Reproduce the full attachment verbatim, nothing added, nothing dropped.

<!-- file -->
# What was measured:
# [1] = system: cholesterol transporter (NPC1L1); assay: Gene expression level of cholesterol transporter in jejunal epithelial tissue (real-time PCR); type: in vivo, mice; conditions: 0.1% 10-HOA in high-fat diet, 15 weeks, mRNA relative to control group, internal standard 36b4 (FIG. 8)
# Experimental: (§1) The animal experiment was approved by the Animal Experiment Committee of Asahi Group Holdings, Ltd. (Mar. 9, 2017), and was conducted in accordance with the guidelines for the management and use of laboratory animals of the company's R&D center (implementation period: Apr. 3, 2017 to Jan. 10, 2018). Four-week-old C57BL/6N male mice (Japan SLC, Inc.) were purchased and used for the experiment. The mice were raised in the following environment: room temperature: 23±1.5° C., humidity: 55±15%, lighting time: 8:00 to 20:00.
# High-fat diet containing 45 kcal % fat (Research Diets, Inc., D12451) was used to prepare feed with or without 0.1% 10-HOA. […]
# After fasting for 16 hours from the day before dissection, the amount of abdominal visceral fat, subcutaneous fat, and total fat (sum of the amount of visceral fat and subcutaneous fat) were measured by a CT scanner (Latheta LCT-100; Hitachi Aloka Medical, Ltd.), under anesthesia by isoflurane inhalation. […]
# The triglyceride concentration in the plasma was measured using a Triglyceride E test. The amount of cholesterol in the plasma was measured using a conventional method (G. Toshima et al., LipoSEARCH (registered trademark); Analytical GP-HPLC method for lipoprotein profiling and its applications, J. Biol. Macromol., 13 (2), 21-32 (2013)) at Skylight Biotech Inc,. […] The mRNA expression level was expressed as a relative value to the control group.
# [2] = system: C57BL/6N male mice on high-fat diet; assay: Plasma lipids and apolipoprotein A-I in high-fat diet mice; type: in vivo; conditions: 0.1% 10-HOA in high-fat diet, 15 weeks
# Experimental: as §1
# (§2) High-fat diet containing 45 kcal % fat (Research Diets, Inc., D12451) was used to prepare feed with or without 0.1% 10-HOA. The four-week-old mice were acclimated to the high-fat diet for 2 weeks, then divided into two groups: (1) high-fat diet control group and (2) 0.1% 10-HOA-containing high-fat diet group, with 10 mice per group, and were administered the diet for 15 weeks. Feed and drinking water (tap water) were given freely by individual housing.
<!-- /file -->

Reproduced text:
# What was measured:
# [1] = system: cholesterol transporter (NPC1L1); assay: Gene expression level of cholesterol transporter in jejunal epithelial tissue (real-time PCR); type: in vivo, mice; conditions: 0.1% 10-HOA in high-fat diet, 15 weeks, mRNA relative to control group, internal standard 36b4 (FIG. 8)
# Experimental: (§1) The animal experiment was approved by the Animal Experiment Committee of Asahi Group Holdings, Ltd. (Mar. 9, 2017), and was conducted in accordance with the guidelines for the management and use of laboratory animals of the company's R&D center (implementation period: Apr. 3, 2017 to Jan. 10, 2018). Four-week-old C57BL/6N male mice (Japan SLC, Inc.) were purchased and used for the experiment. The mice were raised in the following environment: room temperature: 23±1.5° C., humidity: 55±15%, lighting time: 8:00 to 20:00.
# High-fat diet containing 45 kcal % fat (Research Diets, Inc., D12451) was used to prepare feed with or without 0.1% 10-HOA. […]
# After fasting for 16 hours from the day before dissection, the amount of abdominal visceral fat, subcutaneous fat, and total fat (sum of the amount of visceral fat and subcutaneous fat) were measured by a CT scanner (Latheta LCT-100; Hitachi Aloka Medical, Ltd.), under anesthesia by isoflurane inhalation. […]
# The triglyceride concentration in the plasma was measured using a Triglyceride E test. The amount of cholesterol in the plasma was measured using a conventional method (G. Toshima et al., LipoSEARCH (registered trademark); Analytical GP-HPLC method for lipoprotein profiling and its applications, J. Biol. Macromol., 13 (2), 21-32 (2013)) at Skylight Biotech Inc,. […] The mRNA expression level was expressed as a relative value to the control group.
# [2] = system: C57BL/6N male mice on high-fat diet; assay: Plasma lipids and apolipoprotein A-I in high-fat diet mice; type: in vivo; conditions: 0.1% 10-HOA in high-fat diet, 15 weeks
# Experimental: as §1
# (§2) High-fat diet containing 45 kcal % fat (Research Diets, Inc., D12451) was used to prepare feed with or without 0.1% 10-HOA. The four-week-old mice were acclimated to the high-fat diet for 2 weeks, then divided into two groups: (1) high-fat diet control group and (2) 0.1% 10-HOA-containing high-fat diet group, with 10 mice per group, and were administered the diet for 15 weeks. Feed and drinking water (tap water) were given freely by individual housing.